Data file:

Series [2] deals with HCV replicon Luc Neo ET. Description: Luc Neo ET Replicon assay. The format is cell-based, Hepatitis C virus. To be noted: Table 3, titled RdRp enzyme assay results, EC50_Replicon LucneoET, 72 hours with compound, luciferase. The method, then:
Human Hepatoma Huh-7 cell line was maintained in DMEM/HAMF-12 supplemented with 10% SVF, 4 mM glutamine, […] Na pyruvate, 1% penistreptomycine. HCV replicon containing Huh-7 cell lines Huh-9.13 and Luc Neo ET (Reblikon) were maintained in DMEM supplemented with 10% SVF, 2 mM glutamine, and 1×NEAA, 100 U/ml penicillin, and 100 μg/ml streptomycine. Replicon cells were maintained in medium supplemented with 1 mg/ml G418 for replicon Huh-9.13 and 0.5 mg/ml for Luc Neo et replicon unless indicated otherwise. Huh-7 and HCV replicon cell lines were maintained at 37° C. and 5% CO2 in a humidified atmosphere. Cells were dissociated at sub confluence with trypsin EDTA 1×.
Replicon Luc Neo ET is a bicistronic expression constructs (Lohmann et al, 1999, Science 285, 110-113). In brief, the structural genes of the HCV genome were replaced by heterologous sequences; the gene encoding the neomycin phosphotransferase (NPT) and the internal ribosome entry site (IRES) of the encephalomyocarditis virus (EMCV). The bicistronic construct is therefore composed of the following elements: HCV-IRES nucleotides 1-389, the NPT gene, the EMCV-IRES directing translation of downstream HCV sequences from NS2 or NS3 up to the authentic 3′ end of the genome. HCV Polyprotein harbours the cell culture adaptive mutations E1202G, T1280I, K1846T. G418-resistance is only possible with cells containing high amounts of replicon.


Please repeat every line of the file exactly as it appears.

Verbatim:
Series [2] deals with HCV replicon Luc Neo ET. Description: Luc Neo ET Replicon assay. The format is cell-based, Hepatitis C virus. To be noted: Table 3, titled RdRp enzyme assay results, EC50_Replicon LucneoET, 72 hours with compound, luciferase. The method, then:
Human Hepatoma Huh-7 cell line was maintained in DMEM/HAMF-12 supplemented with 10% SVF, 4 mM glutamine, […] Na pyruvate, 1% penistreptomycine. HCV replicon containing Huh-7 cell lines Huh-9.13 and Luc Neo ET (Reblikon) were maintained in DMEM supplemented with 10% SVF, 2 mM glutamine, and 1×NEAA, 100 U/ml penicillin, and 100 μg/ml streptomycine. Replicon cells were maintained in medium supplemented with 1 mg/ml G418 for replicon Huh-9.13 and 0.5 mg/ml for Luc Neo et replicon unless indicated otherwise. Huh-7 and HCV replicon cell lines were maintained at 37° C. and 5% CO2 in a humidified atmosphere. Cells were dissociated at sub confluence with trypsin EDTA 1×.
Replicon Luc Neo ET is a bicistronic expression constructs (Lohmann et al, 1999, Science 285, 110-113). In brief, the structural genes of the HCV genome were replaced by heterologous sequences; the gene encoding the neomycin phosphotransferase (NPT) and the internal ribosome entry site (IRES) of the encephalomyocarditis virus (EMCV). The bicistronic construct is therefore composed of the following elements: HCV-IRES nucleotides 1-389, the NPT gene, the EMCV-IRES directing translation of downstream HCV sequences from NS2 or NS3 up to the authentic 3′ end of the genome. HCV Polyprotein harbours the cell culture adaptive mutations E1202G, T1280I, K1846T. G418-resistance is only possible with cells containing high amounts of replicon.